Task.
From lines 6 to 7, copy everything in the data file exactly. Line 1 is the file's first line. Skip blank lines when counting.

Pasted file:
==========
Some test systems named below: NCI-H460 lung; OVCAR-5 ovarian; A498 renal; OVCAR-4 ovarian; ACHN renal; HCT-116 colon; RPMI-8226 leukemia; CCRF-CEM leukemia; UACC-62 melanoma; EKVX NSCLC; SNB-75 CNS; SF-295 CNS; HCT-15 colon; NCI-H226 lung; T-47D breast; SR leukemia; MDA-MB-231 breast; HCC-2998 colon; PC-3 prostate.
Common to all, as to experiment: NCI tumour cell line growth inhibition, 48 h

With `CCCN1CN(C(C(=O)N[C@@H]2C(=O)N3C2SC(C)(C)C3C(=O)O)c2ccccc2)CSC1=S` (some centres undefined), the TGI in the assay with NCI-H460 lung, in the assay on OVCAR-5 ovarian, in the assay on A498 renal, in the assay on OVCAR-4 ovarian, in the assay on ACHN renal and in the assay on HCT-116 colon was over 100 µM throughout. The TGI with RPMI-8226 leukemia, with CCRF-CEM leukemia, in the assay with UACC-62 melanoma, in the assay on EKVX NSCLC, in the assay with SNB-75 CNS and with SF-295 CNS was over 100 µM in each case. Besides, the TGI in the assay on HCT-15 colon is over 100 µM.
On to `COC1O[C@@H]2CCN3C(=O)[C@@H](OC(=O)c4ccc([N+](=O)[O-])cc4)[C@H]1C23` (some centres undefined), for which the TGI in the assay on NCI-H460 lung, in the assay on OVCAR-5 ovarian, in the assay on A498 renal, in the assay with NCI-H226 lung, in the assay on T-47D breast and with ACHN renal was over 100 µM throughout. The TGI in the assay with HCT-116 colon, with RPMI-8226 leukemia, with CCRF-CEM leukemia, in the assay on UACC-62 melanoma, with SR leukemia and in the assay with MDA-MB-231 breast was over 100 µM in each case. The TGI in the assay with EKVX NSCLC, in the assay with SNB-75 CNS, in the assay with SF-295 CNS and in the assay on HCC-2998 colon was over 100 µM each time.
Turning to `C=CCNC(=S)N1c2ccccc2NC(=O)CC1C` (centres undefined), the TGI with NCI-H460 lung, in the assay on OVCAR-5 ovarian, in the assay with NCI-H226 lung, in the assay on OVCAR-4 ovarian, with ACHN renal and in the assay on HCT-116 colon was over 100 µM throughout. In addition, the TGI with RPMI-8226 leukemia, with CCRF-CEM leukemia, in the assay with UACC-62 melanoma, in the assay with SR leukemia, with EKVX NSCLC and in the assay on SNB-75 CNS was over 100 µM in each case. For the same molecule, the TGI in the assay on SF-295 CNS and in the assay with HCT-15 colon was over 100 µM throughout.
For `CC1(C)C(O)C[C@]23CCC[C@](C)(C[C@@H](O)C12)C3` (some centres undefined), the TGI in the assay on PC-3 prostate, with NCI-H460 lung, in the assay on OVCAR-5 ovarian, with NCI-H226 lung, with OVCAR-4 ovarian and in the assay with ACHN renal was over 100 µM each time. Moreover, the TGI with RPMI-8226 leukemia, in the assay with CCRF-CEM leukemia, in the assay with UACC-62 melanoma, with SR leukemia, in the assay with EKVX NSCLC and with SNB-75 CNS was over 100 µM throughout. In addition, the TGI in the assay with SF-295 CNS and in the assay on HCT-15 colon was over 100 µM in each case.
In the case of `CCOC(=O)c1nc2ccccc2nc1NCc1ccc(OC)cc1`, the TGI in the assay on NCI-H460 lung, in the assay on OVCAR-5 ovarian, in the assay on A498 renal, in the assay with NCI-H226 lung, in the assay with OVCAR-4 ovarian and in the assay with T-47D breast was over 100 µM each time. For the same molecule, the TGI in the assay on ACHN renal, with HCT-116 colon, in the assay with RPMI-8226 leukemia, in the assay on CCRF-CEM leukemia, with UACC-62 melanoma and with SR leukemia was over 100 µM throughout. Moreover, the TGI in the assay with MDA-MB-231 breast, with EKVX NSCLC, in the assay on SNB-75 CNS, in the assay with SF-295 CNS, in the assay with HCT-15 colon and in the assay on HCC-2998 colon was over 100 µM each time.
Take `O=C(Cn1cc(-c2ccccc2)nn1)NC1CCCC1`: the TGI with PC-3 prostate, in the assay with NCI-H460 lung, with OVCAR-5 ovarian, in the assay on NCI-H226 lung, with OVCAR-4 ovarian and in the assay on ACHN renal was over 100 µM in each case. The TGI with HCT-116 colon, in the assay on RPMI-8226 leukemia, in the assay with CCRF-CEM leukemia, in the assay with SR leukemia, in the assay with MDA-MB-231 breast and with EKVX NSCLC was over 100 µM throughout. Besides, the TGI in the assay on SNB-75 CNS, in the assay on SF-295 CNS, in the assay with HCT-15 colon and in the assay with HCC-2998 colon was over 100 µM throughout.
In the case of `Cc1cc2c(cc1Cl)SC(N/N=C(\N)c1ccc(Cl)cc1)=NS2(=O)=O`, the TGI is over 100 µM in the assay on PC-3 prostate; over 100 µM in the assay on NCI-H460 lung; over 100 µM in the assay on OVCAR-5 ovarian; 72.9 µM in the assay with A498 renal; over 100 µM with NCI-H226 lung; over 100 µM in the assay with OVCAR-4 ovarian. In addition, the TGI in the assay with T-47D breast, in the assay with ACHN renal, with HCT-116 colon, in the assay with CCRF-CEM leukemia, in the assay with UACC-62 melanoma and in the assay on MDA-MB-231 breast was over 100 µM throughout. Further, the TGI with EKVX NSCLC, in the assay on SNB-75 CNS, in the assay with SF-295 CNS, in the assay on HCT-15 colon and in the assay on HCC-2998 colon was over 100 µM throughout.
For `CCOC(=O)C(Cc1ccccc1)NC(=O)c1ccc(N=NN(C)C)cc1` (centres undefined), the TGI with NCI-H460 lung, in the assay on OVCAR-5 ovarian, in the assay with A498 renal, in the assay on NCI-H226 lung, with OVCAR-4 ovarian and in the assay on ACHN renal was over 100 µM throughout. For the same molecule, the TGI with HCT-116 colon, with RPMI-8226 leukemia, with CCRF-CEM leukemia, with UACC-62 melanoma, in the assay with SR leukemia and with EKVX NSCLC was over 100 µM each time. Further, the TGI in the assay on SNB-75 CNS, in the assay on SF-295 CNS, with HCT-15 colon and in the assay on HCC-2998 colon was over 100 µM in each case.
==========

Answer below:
For `CC1(C)C(O)C[C@]23CCC[C@](C)(C[C@@H](O)C12)C3` (some centres undefined), the TGI in the assay on PC-3 prostate, with NCI-H460 lung, in the assay on OVCAR-5 ovarian, with NCI-H226 lung, with OVCAR-4 ovarian and in the assay with ACHN renal was over 100 µM each time. Moreover, the TGI with RPMI-8226 leukemia, in the assay with CCRF-CEM leukemia, in the assay with UACC-62 melanoma, with SR leukemia, in the assay with EKVX NSCLC and with SNB-75 CNS was over 100 µM throughout. In addition, the TGI in the assay with SF-295 CNS and in the assay on HCT-15 colon was over 100 µM in each case.
In the case of `CCOC(=O)c1nc2ccccc2nc1NCc1ccc(OC)cc1`, the TGI in the assay on NCI-H460 lung, in the assay on OVCAR-5 ovarian, in the assay on A498 renal, in the assay with NCI-H226 lung, in the assay with OVCAR-4 ovarian and in the assay with T-47D breast was over 100 µM each time. For the same molecule, the TGI in the assay on ACHN renal, with HCT-116 colon, in the assay with RPMI-8226 leukemia, in the assay on CCRF-CEM leukemia, with UACC-62 melanoma and with SR leukemia was over 100 µM throughout. Moreover, the TGI in the assay with MDA-MB-231 breast, with EKVX NSCLC, in the assay on SNB-75 CNS, in the assay with SF-295 CNS, in the assay with HCT-15 colon and in the assay on HCC-2998 colon was over 100 µM each time.